The fastest way SNV staff can reach the region is by MAF’s floatplane. Without us, overland travel from Dhaka to Khulna takes at least eight hours—costing a day’s work.

 

Democratic Republic of the Congo – Good Health

Throughout its 50-plus years in the Democratic Republic of the Congo (DRC), MAF has had its share of vaccine flights. In this vast country, it would be impossible to transport delicate vials great distances, over dirt roads or trails, and have them arrive intact and still be viable. MAF delivers vaccines and medicines in hours rather than days, and provides the “cold chain”—constant refrigeration—that ensures they remain effective.

MAF airplane brings vaccines to remote villages DR Congo

A vaccine delivery in western Democratic Republic of the Congo. Photo by Kevin Spann.

On a quarterly basis, in partnership with the Swedish Baptist Mission, MAF airplanes carry thousands of vaccines into remote villages throughout western DRC. Earlier this year MAF spent three days transporting 5.5 tons of polio, yellow fever, pneumococcus, and other vaccines.

“We know that there are fewer outbreaks of disease in the areas that we serve because of these vaccine flights,” said MAF pilot Garth Pederson, who has been serving in west DRC since 2000.

Enabling vaccinations and other medicines to reach remote and isolated villages in the African bush has, no doubt, played a part in extending life in the DRC. In 1969, for instance, the under-five mortality rate (per 1,000 live births) was 252. In 2016 that number had dropped to 94 (source: UN Inter-agency Group for Child Mortality Estimation).

 

Papua – Quality Education

MAF is a key partner in bringing K-12 education to the highlands of Papua, Indonesia, where some 1.5 million children live in the mountainous region, cut off from any formal education.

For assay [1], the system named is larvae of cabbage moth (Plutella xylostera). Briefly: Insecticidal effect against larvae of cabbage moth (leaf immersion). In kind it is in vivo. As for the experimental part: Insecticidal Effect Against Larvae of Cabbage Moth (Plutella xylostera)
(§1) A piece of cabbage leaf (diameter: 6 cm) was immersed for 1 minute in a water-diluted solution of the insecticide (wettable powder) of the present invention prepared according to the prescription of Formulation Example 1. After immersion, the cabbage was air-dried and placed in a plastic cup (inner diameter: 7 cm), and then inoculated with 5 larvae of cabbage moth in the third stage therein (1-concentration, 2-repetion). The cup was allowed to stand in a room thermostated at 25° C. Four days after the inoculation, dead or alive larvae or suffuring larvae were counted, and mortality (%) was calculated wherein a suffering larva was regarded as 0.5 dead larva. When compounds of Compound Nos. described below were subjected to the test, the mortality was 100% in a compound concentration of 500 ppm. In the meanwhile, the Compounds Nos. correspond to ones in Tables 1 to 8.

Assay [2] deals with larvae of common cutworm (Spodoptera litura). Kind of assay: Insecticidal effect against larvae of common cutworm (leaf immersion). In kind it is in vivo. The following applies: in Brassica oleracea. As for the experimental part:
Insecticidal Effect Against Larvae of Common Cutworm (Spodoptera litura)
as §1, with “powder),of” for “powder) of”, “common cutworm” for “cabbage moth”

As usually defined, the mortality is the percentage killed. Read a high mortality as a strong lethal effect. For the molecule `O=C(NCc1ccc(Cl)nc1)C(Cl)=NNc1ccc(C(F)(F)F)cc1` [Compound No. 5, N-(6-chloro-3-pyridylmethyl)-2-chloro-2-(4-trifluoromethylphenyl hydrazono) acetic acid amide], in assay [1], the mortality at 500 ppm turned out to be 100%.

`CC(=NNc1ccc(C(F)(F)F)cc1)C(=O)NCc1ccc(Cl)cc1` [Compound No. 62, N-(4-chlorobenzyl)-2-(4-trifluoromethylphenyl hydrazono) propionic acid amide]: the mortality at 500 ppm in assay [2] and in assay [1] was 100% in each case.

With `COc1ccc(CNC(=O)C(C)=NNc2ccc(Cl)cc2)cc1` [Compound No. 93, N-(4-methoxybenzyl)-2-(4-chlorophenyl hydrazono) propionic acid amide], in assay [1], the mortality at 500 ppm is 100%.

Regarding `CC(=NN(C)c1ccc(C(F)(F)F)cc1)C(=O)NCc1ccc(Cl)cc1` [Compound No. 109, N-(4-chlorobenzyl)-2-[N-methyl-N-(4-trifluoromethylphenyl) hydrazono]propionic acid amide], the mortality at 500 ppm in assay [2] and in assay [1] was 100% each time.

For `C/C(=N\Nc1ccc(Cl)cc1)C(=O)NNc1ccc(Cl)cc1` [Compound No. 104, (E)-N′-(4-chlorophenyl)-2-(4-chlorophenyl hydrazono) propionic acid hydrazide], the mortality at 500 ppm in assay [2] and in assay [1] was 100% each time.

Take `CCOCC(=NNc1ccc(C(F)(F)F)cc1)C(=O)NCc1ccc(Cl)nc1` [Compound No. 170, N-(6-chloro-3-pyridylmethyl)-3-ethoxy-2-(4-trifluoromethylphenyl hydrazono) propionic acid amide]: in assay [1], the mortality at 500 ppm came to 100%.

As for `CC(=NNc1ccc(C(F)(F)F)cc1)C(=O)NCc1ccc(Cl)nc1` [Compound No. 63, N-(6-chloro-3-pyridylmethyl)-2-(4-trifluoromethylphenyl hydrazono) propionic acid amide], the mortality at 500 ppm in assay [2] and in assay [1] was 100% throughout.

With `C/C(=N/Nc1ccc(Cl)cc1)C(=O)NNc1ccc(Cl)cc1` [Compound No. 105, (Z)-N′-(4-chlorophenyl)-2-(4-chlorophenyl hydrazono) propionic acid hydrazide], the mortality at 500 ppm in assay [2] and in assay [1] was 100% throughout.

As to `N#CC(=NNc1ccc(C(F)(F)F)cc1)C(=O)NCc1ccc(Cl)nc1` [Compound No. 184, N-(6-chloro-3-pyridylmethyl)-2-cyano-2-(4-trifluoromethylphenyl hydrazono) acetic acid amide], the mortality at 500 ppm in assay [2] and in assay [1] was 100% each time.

Since 2008 MAF has been instrumental in the opening of seven Papua Hope schools, where 737 students are currently enrolled.

Six of the schools are in remote villages, and the plan is to open two more in mountainous areas each year. Papua Hope schools use a holistic approach to educate the whole person, equipping Papuan children to be future leaders with godly character, strong academic skills, and productive lifelong habits.

children receiving education in remote village Papua Indonesia Mission Aviation Fellowship

Students at a one of the Papua Hope schools in Papua, Indonesia. Photo by Nathan Fagerlie.

Without MAF flights bringing in administrators and teachers, carrying materials to build the schools and accompanying health clinics, and delivering solar panels, desks, and books, the village schools would not be possible. By collaborating with Papua Hope schools and local missionaries in each remote location, MAF is pursuing its vision of seeing physical and spiritual transformation among isolated people.

MAF does all of these things, because of people like you who believe Jesus has commanded His followers to ensure that all people—regardless of where they live—have a chance to come to His banquet table.

 

Story appeared in the January 2018 issue of FlightWatch.